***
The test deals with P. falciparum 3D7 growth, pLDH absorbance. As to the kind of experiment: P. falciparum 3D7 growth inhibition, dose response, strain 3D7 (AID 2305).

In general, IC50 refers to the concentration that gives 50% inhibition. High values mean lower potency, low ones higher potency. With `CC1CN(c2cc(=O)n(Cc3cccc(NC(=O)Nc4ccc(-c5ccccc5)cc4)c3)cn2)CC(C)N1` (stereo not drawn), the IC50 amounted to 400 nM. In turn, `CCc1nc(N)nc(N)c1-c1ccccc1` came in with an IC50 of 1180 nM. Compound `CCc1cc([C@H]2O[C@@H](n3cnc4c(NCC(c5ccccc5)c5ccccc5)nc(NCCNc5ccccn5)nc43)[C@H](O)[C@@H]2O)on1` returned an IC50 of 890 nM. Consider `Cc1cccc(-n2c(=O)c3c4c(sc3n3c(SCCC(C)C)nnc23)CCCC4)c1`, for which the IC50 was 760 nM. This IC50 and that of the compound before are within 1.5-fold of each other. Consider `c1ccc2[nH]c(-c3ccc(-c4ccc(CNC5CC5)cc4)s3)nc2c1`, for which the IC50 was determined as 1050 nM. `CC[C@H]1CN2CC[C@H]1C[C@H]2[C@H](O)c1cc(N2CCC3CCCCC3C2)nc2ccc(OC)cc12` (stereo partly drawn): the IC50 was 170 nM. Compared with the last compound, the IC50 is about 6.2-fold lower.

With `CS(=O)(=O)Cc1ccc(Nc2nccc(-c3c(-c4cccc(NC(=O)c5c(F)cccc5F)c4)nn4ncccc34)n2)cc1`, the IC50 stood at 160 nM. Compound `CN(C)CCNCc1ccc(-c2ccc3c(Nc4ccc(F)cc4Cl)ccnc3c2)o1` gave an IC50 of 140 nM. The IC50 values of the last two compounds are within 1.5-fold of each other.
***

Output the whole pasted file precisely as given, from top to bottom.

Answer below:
The test deals with P. falciparum 3D7 growth, pLDH absorbance. As to the kind of experiment: P. falciparum 3D7 growth inhibition, dose response, strain 3D7 (AID 2305).

In general, IC50 refers to the concentration that gives 50% inhibition. High values mean lower potency, low ones higher potency. With `CC1CN(c2cc(=O)n(Cc3cccc(NC(=O)Nc4ccc(-c5ccccc5)cc4)c3)cn2)CC(C)N1` (stereo not drawn), the IC50 amounted to 400 nM. In turn, `CCc1nc(N)nc(N)c1-c1ccccc1` came in with an IC50 of 1180 nM. Compound `CCc1cc([C@H]2O[C@@H](n3cnc4c(NCC(c5ccccc5)c5ccccc5)nc(NCCNc5ccccn5)nc43)[C@H](O)[C@@H]2O)on1` returned an IC50 of 890 nM. Consider `Cc1cccc(-n2c(=O)c3c4c(sc3n3c(SCCC(C)C)nnc23)CCCC4)c1`, for which the IC50 was 760 nM. This IC50 and that of the compound before are within 1.5-fold of each other. Consider `c1ccc2[nH]c(-c3ccc(-c4ccc(CNC5CC5)cc4)s3)nc2c1`, for which the IC50 was determined as 1050 nM. `CC[C@H]1CN2CC[C@H]1C[C@H]2[C@H](O)c1cc(N2CCC3CCCCC3C2)nc2ccc(OC)cc12` (stereo partly drawn): the IC50 was 170 nM. Compared with the last compound, the IC50 is about 6.2-fold lower.

With `CS(=O)(=O)Cc1ccc(Nc2nccc(-c3c(-c4cccc(NC(=O)c5c(F)cccc5F)c4)nn4ncccc34)n2)cc1`, the IC50 stood at 160 nM. Compound `CN(C)CCNCc1ccc(-c2ccc3c(Nc4ccc(F)cc4Cl)ccnc3c2)o1` gave an IC50 of 140 nM. The IC50 values of the last two compounds are within 1.5-fold of each other.